This dissertation examines the evolution of Rouch's filmmaking practice, looking, in particular, at the role that French imperial culture and the colonial situation played in shaping his ideas about both anthropology and film.
Rouch's life and work took shape in dialogue with both France's imperial project and West Africa's struggle for independence from (neo)colonial power.
Through an analysis of archival photographs from the Indian Residential School system, testimony taken at TRC gatherings, and popular representations of the IRS legacy in media and literature, this dissertation focuses on the complicated terrain of reconciliation in Canada.
In particular, I concentrate on how reconciliation influences and is influenced by 1) understandings of Canadian nationhood, 2) the ways in which visibility and invisibility are negotiated through truth commissions, and 3) the dialectical relationship between remembering and forgetting.
Children at the schools were forbidden from speaking their traditional languages or practicing their cultural and religious beliefs.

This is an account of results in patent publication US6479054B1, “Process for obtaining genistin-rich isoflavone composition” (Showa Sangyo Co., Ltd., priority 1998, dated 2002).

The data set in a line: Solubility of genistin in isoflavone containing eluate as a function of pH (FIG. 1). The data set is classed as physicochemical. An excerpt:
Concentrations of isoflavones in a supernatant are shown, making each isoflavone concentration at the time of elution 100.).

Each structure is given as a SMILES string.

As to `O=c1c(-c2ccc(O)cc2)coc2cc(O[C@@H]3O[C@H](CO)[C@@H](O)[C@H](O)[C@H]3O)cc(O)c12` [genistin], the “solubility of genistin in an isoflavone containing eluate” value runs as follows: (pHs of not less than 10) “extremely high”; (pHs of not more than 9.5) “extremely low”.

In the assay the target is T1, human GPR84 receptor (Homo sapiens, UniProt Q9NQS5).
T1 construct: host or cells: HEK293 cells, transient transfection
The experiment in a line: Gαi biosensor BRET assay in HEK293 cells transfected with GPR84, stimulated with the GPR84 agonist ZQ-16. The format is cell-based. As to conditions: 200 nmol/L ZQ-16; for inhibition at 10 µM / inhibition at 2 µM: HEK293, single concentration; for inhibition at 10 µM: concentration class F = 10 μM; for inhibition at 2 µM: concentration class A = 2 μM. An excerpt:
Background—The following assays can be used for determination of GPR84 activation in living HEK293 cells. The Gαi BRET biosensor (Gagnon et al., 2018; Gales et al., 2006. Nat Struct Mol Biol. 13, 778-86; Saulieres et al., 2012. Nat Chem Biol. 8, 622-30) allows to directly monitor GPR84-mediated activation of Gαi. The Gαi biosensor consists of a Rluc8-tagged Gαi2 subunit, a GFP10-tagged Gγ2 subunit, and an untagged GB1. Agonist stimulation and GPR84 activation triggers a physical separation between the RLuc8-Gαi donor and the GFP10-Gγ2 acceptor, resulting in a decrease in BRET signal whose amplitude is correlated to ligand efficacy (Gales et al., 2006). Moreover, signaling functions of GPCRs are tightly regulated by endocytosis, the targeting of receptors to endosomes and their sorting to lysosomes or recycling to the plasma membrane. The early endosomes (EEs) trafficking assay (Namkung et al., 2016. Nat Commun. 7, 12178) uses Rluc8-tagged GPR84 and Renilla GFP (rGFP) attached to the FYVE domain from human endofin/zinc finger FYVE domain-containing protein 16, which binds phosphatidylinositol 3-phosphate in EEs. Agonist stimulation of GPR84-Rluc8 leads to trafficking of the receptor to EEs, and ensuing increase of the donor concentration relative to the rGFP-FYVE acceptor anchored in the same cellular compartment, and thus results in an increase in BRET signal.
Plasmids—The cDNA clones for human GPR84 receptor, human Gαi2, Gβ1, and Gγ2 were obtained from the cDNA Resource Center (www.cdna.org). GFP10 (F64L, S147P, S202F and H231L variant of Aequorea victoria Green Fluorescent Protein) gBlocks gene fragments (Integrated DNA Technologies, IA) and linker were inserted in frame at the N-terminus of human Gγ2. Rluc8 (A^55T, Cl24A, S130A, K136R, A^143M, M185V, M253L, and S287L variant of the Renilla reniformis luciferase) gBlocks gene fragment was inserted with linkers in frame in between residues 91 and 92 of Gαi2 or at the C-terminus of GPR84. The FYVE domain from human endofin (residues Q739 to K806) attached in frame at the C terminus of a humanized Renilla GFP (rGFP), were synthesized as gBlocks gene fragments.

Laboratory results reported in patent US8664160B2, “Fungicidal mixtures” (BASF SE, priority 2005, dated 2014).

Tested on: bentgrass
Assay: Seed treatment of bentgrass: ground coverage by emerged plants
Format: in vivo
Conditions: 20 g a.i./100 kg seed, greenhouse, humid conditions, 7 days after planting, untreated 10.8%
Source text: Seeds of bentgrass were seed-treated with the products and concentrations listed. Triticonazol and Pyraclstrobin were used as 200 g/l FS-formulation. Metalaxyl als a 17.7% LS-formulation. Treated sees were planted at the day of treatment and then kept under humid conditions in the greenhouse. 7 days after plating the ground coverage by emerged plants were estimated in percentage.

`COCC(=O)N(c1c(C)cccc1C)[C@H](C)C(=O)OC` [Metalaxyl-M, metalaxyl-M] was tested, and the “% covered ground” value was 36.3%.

When parents objected to having their children taken, their children were often forcibly removed.
And in spite of Rouch's efforts to use film as a means to transform anthropology into a more collaborative and dialogic undertaking, many African filmmakers accused Rouch of having an imperialist vision of his African subjects.
Rouch was also criticized - and not only by Africans - for his aversion towards politics and for what some perceived as a tendency to avoid political controversy in his films.
French anthropologist and filmmaker Jean Rouch made over 100 films throughout his long career, the bulk of which were recorded in West Africa.
Founder of the cinéma-vérité movement and pioneer of techniques like 'shared anthropology' and 'ethno-fiction,' Rouch used the medium of film to stimulate new ways of thinking about anthropological knowledge, cross-cultural encounters, and the apparent fixity of social roles in the (post)colonial world order.